Getting Out of Our Own Way
March 8, 2013
This writing is copyrighted and the exclusive work of Halli Bourne of True Self Wellness, LLC.
“Self-defeating behavior…is a poison preventing us from achieving the love, success and happiness we want for our lives.” ~ Mark Goulston & Phillip Goldberg in Get Out Of Your Own Way
Last week I spent two blissful evenings swing-dancing with a friend I hadn’t seen in two decades. Twenty years ago, the two of us were standing on the bank of the James River in Virginia when he spontaneously burst into dance. Accompanied only by the fleeting song of birds and gentle lapping of the river, I longed to join him yet I felt both absurdly ashamed and paralyzed by insecurity; so instead I quelled my own rhythm and watched him agape until his display eventually, and thankfully, dwindled. Over the years, my friend in those moments came to represent an ideal for me to reach toward—a kind of unguarded, impromptu expression of rapture for living. It wasn’t until I was kicking up my heels on last week’s dance floor I realized I had finally achieved my ideal.
Along with this exultant realization came a companion flood of grief for all the time I’d wasted feeling sheepish and for so completely muzzling my own joyous expression. Refusing to drink the poison of self-defeat, I drew my awareness toward the ways I have erected obstacles in my own life. Many of these obstacles were born of limited thinking intended to create a sense of safety; however, the sense of safety revealed itself later to be nothing more than illusion. If I don’t show how much I love to dance, no one can criticize or judge me. If I didn’t reach too high, then it wasn’t so far to fall. If I kept putting things off, then I didn’t have to risk failing. If no one noticed me, I would not have to suffer the pain of rejection. In a flash, I understood my fear of rejection had eclipsed my potential. I had been telling myself there was no inherent value in dancing—survival is more important. Yet I did not realize then how tied my survival was to my ability to feel joy. Joy feeds our energy for the mundane tasks of life, guiding us toward quality of life rather than accumulation. When we work without the support of what feeds our soul, we seek more temporary salves such as personal drama, food, drugs, alcohol or the latest technology and life is sapped of its luster.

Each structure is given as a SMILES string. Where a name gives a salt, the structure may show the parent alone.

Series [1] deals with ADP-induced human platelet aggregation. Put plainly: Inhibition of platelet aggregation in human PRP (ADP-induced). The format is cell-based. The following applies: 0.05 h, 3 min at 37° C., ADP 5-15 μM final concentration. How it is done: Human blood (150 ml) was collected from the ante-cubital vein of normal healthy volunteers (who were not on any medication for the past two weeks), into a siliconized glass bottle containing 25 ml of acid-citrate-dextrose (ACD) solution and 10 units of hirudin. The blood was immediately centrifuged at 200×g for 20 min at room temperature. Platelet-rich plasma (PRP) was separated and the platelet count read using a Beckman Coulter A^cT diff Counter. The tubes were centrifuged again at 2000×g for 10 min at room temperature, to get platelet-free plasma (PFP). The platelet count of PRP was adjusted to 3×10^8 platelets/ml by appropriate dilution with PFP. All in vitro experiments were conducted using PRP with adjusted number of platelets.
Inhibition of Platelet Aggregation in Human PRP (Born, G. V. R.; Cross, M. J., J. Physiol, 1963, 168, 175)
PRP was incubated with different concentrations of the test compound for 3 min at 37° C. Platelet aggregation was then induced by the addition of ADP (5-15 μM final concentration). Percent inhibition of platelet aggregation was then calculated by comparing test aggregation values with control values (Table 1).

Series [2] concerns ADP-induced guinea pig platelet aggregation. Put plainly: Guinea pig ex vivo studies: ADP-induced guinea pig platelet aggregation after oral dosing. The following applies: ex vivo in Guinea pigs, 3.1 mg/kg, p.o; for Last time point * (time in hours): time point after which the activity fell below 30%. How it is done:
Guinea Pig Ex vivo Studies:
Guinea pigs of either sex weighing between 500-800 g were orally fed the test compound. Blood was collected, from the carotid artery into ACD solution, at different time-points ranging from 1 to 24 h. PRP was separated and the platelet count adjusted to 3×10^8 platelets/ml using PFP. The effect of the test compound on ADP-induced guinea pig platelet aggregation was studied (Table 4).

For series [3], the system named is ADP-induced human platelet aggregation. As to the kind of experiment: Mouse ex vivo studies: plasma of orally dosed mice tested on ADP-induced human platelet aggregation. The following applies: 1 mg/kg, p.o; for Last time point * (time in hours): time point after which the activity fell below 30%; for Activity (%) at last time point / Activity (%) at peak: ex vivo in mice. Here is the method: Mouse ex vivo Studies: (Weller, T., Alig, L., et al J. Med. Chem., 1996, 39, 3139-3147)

Self-defeat seldom comes from trying and failing. When we make ill-informed conclusions about what we have striven for, the ambition to reach for what we want diminishes. When we have decided we can’t have what would bring us true happiness, we can then resign ourselves to making no effort at all. Michael Jordan was cut from his high school basketball team and Oprah Winfrey was demoted as news anchor because she “wasn’t fit for television.” These people and people like my dancing friend were in touch with a resident truth that ‘failure’ couldn’t shake. When we remove the limitations on why we shouldn’t enjoy what we do or shouldn’t have what our soul is driving us toward, obstacles dissolve like sugar cubes in a cup of tea and joy becomes its own reward.